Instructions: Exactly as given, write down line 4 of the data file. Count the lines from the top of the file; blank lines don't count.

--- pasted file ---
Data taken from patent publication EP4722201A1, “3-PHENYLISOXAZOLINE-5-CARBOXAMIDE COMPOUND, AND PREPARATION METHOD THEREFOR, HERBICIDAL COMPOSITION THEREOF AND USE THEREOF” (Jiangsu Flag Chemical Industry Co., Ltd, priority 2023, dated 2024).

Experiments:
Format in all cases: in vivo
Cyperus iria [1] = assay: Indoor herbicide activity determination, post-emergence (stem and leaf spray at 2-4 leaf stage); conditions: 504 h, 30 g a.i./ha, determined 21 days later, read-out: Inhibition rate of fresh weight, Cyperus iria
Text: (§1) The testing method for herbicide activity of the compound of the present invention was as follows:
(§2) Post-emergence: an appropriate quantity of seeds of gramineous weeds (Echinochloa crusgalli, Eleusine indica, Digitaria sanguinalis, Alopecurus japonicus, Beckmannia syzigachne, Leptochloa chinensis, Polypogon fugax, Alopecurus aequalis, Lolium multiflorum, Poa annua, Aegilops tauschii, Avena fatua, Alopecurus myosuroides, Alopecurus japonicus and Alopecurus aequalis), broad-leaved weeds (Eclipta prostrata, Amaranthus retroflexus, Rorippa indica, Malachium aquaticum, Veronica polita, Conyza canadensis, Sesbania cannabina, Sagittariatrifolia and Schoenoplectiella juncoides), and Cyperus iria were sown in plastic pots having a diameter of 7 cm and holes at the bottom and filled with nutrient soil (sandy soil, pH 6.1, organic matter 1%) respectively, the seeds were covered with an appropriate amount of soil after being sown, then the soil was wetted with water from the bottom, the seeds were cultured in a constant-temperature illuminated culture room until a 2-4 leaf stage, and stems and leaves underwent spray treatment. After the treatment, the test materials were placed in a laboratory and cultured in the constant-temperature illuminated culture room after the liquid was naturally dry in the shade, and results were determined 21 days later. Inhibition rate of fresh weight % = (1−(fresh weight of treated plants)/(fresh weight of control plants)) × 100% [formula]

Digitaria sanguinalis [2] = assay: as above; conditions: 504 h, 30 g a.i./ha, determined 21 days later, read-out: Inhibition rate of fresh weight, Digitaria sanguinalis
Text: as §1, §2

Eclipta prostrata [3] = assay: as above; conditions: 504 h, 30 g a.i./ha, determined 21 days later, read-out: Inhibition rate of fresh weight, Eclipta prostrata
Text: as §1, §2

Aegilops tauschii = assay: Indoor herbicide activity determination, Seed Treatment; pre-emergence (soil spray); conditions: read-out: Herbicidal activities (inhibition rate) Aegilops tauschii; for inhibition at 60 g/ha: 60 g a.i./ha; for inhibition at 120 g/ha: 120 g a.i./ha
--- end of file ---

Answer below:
Cyperus iria [1] = assay: Indoor herbicide activity determination, post-emergence (stem and leaf spray at 2-4 leaf stage); conditions: 504 h, 30 g a.i./ha, determined 21 days later, read-out: Inhibition rate of fresh weight, Cyperus iria